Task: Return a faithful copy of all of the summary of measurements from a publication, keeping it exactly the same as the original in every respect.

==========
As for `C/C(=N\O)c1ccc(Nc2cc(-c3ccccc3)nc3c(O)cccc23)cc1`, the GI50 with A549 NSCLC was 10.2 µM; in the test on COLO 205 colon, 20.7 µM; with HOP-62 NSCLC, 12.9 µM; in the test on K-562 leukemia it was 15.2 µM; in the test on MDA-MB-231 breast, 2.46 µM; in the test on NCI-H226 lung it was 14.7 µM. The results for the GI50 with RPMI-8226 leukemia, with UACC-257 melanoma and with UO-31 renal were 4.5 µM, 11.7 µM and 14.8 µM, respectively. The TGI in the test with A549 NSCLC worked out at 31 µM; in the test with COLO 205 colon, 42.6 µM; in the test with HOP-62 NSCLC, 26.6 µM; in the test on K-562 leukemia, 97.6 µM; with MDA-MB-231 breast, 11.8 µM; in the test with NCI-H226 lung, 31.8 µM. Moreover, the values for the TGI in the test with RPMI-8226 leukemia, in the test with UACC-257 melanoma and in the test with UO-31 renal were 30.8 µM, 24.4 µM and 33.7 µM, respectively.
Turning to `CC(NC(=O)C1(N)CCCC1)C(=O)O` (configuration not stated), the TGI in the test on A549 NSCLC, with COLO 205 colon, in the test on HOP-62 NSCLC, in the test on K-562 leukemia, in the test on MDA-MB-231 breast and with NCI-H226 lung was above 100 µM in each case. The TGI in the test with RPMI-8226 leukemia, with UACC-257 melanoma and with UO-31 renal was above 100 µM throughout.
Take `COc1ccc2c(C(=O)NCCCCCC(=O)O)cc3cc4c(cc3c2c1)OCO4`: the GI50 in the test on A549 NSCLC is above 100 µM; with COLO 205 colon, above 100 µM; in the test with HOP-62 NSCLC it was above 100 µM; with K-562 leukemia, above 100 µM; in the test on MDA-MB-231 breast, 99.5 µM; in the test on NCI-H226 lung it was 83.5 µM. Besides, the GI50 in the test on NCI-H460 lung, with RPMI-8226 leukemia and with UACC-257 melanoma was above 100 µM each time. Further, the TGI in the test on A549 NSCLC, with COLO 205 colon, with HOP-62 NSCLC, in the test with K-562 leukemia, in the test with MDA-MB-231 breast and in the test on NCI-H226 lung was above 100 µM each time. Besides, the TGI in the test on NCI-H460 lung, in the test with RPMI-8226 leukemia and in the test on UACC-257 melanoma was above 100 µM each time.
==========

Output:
As for `C/C(=N\O)c1ccc(Nc2cc(-c3ccccc3)nc3c(O)cccc23)cc1`, the GI50 with A549 NSCLC was 10.2 µM; in the test on COLO 205 colon, 20.7 µM; with HOP-62 NSCLC, 12.9 µM; in the test on K-562 leukemia it was 15.2 µM; in the test on MDA-MB-231 breast, 2.46 µM; in the test on NCI-H226 lung it was 14.7 µM. The results for the GI50 with RPMI-8226 leukemia, with UACC-257 melanoma and with UO-31 renal were 4.5 µM, 11.7 µM and 14.8 µM, respectively. The TGI in the test with A549 NSCLC worked out at 31 µM; in the test with COLO 205 colon, 42.6 µM; in the test with HOP-62 NSCLC, 26.6 µM; in the test on K-562 leukemia, 97.6 µM; with MDA-MB-231 breast, 11.8 µM; in the test with NCI-H226 lung, 31.8 µM. Moreover, the values for the TGI in the test with RPMI-8226 leukemia, in the test with UACC-257 melanoma and in the test with UO-31 renal were 30.8 µM, 24.4 µM and 33.7 µM, respectively.
Turning to `CC(NC(=O)C1(N)CCCC1)C(=O)O` (configuration not stated), the TGI in the test on A549 NSCLC, with COLO 205 colon, in the test on HOP-62 NSCLC, in the test on K-562 leukemia, in the test on MDA-MB-231 breast and with NCI-H226 lung was above 100 µM in each case. The TGI in the test with RPMI-8226 leukemia, with UACC-257 melanoma and with UO-31 renal was above 100 µM throughout.
Take `COc1ccc2c(C(=O)NCCCCCC(=O)O)cc3cc4c(cc3c2c1)OCO4`: the GI50 in the test on A549 NSCLC is above 100 µM; with COLO 205 colon, above 100 µM; in the test with HOP-62 NSCLC it was above 100 µM; with K-562 leukemia, above 100 µM; in the test on MDA-MB-231 breast, 99.5 µM; in the test on NCI-H226 lung it was 83.5 µM. Besides, the GI50 in the test on NCI-H460 lung, with RPMI-8226 leukemia and with UACC-257 melanoma was above 100 µM each time. Further, the TGI in the test on A549 NSCLC, with COLO 205 colon, with HOP-62 NSCLC, in the test with K-562 leukemia, in the test with MDA-MB-231 breast and in the test on NCI-H226 lung was above 100 µM each time. Besides, the TGI in the test on NCI-H460 lung, in the test with RPMI-8226 leukemia and in the test on UACC-257 melanoma was above 100 µM each time.